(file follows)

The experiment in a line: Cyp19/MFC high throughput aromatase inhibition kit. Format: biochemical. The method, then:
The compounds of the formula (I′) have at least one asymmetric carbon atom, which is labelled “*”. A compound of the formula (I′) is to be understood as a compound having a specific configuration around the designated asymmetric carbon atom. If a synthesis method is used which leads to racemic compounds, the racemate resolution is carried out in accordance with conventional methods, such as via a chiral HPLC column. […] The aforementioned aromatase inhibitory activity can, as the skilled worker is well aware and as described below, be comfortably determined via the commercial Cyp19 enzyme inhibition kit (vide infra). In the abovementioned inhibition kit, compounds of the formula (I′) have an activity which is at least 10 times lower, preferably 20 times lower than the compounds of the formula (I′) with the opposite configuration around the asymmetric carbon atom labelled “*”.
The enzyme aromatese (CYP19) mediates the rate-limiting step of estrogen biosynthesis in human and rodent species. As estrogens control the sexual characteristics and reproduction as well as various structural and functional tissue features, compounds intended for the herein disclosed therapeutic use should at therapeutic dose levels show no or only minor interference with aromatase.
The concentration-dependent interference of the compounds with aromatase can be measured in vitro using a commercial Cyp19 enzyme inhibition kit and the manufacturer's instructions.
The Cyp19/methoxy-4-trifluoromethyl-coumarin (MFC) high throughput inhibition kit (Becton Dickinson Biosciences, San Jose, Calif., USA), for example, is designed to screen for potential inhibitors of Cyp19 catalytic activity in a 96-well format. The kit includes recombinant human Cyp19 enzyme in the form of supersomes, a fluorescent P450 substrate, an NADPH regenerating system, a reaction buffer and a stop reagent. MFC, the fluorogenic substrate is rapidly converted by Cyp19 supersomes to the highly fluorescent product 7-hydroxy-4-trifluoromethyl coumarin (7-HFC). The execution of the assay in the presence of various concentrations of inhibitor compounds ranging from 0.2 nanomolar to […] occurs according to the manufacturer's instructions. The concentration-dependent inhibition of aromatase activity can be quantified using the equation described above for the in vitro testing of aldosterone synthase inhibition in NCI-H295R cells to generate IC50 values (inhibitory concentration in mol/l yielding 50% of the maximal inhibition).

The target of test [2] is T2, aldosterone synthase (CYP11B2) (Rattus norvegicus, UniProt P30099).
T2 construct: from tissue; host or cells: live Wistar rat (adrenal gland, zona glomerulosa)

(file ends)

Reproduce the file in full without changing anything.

The experiment in a line: Cyp19/MFC high throughput aromatase inhibition kit. Format: biochemical. The method, then:
The compounds of the formula (I′) have at least one asymmetric carbon atom, which is labelled “*”. A compound of the formula (I′) is to be understood as a compound having a specific configuration around the designated asymmetric carbon atom. If a synthesis method is used which leads to racemic compounds, the racemate resolution is carried out in accordance with conventional methods, such as via a chiral HPLC column. […] The aforementioned aromatase inhibitory activity can, as the skilled worker is well aware and as described below, be comfortably determined via the commercial Cyp19 enzyme inhibition kit (vide infra). In the abovementioned inhibition kit, compounds of the formula (I′) have an activity which is at least 10 times lower, preferably 20 times lower than the compounds of the formula (I′) with the opposite configuration around the asymmetric carbon atom labelled “*”.
The enzyme aromatese (CYP19) mediates the rate-limiting step of estrogen biosynthesis in human and rodent species. As estrogens control the sexual characteristics and reproduction as well as various structural and functional tissue features, compounds intended for the herein disclosed therapeutic use should at therapeutic dose levels show no or only minor interference with aromatase.
The concentration-dependent interference of the compounds with aromatase can be measured in vitro using a commercial Cyp19 enzyme inhibition kit and the manufacturer's instructions.
The Cyp19/methoxy-4-trifluoromethyl-coumarin (MFC) high throughput inhibition kit (Becton Dickinson Biosciences, San Jose, Calif., USA), for example, is designed to screen for potential inhibitors of Cyp19 catalytic activity in a 96-well format. The kit includes recombinant human Cyp19 enzyme in the form of supersomes, a fluorescent P450 substrate, an NADPH regenerating system, a reaction buffer and a stop reagent. MFC, the fluorogenic substrate is rapidly converted by Cyp19 supersomes to the highly fluorescent product 7-hydroxy-4-trifluoromethyl coumarin (7-HFC). The execution of the assay in the presence of various concentrations of inhibitor compounds ranging from 0.2 nanomolar to […] occurs according to the manufacturer's instructions. The concentration-dependent inhibition of aromatase activity can be quantified using the equation described above for the in vitro testing of aldosterone synthase inhibition in NCI-H295R cells to generate IC50 values (inhibitory concentration in mol/l yielding 50% of the maximal inhibition).

The target of test [2] is T2, aldosterone synthase (CYP11B2) (Rattus norvegicus, UniProt P30099).
T2 construct: from tissue; host or cells: live Wistar rat (adrenal gland, zona glomerulosa)